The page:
Sensus Communis And The Public

Jacob Lund
Drawing upon the analyses of French philosopher and art theorist Yves Michaud and the Belgian art theorist Thierry de Duve, this article is an investigation of the potential and topicality of the Kantian concept of “sensus communis” in his Critique of Judgement from 1790 in order to suggest one possible theoretical framework for discussing community, publicness, and – hopefully – public interfaces.

Taking a historical approach Yves Michaud detects a crisis in contemporary art, or rather in the concept and representation of art, and speaks of  “The End of the Utopia of Art”. In this, he understands the sensus communis to form a part of the utopia of art which refers to a universal human community of taste. Today, there are no universal aesthetic criteria, and art in reality only gives rise to relatively small and limited communities of taste. Any group and any individual is endowed with a right to pass a legitimate judgement of taste, and this occasions a multiculturalistic fragmentation of taste. In other words, the idea of the communicative function of art and a universal community of taste has been challenged by a democratic generalized pluralism or multiculturalism that does not profess to the ideal of a universal community which was a cornerstone of modern art and of Kantian inspired aesthetic theory.

The utopia of art appeared at the same time as what Michaud calls “the utopia of democratic citizenship”, of equality and liberty. They were both established along with the emergence of the concept of a public and a public sphere in the second half of the eighteenth century. According to Michaud the democratic and capitalist societies since then have developed around these two utopias together with that of labour. The public came to play a new mediating role in the previously “private” relationship between the artist and the commissioner of the work. “The public”, however, has from the outset never been statically defined; it is produced by different conflictual discourses with which different sectors of the public identifies – different social groups appropriate for themselves different forms of artistic representation (141f.). The aesthetic question of criteria of taste arised because of the plurality of the public’s judgements of taste and the confrontations of these in the public sphere.

Kant’s Critique of Judgement is a response to this question in that it seeks to provide rational foundation for those types of universal claims arising from aesthetic judgements. What is communicated in the judgement of taste is, in Kant’s own words, “the mental state in which we are when imagination and understanding are in free play”. What is actually communicated is the communicability of feeling, so to speak, that is, the effect the free play of the faculties of cognition – of understanding and imagination – has on the mind. Aesthetic communication is the universal communicability of a feeling we all know through the very nature and free play of our faculties. It is, in other words, a process in which everyone participates, an inter-subjective community.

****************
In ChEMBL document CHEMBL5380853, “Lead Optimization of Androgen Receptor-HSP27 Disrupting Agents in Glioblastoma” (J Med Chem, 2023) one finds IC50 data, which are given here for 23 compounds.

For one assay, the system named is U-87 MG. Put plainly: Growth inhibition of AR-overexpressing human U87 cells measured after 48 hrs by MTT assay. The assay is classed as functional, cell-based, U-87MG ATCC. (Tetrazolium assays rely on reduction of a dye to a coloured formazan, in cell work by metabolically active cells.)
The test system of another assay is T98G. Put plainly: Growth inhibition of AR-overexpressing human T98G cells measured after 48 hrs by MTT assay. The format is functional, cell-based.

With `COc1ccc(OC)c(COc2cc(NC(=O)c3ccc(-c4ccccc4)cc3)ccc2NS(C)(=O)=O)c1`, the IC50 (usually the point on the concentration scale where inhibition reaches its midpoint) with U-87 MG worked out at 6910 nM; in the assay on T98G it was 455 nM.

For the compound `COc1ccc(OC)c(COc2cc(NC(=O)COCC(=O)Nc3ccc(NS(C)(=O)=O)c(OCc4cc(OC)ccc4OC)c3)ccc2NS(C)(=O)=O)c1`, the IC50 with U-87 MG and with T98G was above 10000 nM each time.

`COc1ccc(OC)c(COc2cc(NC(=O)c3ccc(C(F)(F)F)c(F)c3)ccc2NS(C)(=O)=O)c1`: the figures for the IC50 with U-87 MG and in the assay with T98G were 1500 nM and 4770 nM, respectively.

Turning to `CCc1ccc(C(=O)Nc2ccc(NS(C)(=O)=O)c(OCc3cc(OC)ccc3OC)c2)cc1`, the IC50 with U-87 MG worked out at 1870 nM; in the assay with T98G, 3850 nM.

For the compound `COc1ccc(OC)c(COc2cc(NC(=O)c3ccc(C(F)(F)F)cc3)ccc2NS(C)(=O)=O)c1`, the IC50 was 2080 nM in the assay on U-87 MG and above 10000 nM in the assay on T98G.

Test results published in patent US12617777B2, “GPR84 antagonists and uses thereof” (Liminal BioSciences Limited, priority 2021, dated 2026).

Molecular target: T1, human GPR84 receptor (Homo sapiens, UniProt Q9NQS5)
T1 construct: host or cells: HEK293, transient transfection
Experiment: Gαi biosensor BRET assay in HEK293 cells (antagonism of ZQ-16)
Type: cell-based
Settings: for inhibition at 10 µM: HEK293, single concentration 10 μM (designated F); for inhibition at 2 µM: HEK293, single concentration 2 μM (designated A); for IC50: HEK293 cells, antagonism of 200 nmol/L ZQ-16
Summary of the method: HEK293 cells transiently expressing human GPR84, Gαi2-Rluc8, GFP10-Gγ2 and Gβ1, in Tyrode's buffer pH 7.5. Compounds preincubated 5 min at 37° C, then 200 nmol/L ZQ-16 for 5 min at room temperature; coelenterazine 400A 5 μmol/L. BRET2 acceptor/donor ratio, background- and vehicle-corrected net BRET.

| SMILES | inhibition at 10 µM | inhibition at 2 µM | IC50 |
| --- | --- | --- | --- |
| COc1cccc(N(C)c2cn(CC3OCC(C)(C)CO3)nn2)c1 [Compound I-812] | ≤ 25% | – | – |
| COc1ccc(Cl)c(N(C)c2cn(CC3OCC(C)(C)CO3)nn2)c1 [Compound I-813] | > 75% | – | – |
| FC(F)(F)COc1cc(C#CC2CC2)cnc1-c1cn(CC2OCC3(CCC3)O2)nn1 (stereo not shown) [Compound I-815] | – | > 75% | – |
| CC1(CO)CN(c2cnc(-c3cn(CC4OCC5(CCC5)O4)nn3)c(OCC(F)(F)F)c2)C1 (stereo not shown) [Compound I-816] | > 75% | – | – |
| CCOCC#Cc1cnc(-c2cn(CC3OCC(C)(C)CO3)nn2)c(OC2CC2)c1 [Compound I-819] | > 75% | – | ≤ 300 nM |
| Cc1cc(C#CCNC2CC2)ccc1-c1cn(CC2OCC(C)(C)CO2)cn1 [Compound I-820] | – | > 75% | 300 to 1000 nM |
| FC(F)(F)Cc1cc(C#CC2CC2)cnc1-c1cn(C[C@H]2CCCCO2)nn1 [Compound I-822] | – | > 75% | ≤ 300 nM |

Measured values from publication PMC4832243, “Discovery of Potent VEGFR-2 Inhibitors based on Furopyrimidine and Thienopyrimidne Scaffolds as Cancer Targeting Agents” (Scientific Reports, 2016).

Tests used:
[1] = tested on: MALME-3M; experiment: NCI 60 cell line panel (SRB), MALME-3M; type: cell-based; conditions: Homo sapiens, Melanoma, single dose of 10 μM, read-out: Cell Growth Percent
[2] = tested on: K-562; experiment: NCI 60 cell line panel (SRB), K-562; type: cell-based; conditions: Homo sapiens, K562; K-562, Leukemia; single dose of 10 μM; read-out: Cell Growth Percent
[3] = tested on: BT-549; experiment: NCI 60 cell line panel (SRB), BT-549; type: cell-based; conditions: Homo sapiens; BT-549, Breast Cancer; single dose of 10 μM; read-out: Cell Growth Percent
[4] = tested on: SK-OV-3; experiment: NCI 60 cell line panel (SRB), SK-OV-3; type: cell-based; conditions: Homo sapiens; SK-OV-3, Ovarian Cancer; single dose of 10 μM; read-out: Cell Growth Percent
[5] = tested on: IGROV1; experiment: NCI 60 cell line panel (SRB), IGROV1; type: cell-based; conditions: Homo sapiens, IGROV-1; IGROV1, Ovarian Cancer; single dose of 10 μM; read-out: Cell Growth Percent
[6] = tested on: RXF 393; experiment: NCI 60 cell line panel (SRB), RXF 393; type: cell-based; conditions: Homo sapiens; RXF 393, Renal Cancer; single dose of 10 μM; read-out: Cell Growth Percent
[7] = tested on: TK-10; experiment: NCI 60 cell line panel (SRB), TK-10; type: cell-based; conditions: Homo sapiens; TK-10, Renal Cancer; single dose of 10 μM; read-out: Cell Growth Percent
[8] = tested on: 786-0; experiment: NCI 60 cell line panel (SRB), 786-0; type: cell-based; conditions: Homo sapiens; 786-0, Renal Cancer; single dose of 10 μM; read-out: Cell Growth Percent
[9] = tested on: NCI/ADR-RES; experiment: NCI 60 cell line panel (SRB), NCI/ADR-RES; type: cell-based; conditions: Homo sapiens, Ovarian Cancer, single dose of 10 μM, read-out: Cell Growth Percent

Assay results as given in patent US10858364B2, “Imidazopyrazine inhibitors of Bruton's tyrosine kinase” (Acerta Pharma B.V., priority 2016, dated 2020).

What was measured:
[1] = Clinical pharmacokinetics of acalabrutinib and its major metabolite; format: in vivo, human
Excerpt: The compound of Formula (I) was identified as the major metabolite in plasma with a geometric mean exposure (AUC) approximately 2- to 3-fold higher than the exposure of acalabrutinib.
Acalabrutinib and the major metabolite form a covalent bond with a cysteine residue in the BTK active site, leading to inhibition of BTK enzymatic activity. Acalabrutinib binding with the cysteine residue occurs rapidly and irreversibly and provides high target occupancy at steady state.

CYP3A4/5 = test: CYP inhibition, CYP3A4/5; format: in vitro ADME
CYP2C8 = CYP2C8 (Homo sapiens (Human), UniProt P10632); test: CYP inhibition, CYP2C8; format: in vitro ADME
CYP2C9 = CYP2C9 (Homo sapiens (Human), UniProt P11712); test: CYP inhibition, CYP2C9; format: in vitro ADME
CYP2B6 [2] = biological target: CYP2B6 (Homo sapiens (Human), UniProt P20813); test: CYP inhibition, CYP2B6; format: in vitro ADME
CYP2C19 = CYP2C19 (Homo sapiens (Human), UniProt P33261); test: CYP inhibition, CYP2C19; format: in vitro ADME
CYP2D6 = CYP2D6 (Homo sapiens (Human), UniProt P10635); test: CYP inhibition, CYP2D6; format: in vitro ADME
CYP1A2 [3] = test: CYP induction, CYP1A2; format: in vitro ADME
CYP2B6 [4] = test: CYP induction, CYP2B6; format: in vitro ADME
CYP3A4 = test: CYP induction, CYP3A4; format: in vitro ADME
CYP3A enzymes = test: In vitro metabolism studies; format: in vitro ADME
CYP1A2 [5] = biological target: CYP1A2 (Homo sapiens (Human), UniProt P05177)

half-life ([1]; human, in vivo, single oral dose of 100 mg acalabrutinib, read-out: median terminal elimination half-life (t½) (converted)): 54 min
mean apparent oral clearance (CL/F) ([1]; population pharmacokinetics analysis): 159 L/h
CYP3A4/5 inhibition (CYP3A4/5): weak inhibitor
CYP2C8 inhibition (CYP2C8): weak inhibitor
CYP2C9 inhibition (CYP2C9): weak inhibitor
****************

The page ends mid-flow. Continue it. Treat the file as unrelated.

Michaud’s aim is to draw out the implications of Kant’s theory for what he refers to as the utopia of art.

The Critique of Judgement addresses in particular the question of communication and intersubjectivity: The passing of a judgement of taste is an aesthetic act, in which the person affirming the universality of his or her sentiment goes beyond his or her ego and merges with others. It is a passage from “I” to ”we”. According to Michaud this intersubjectivity should not be given an ahistorical character, but should instead be seen in its historical context, namely the French revolution and the idea of freedom and equality amongst the citizens: The formal universality of judgements of taste and the social communication that supported them not only anticipated the coming equality which was the actual future of the utopia of democratic citizenship, it actually participated in its realisation: “The utopia of art is a correlate of citizen-based utopia. This utopia of art is a utopia of possible communication, a utopia of ‘cultural communism,’ or at any rate of the cultural community. The world is not irremediably split between the most civilized and the most uncultivated precisely because there exists this formal universality of judgments of taste.” (146).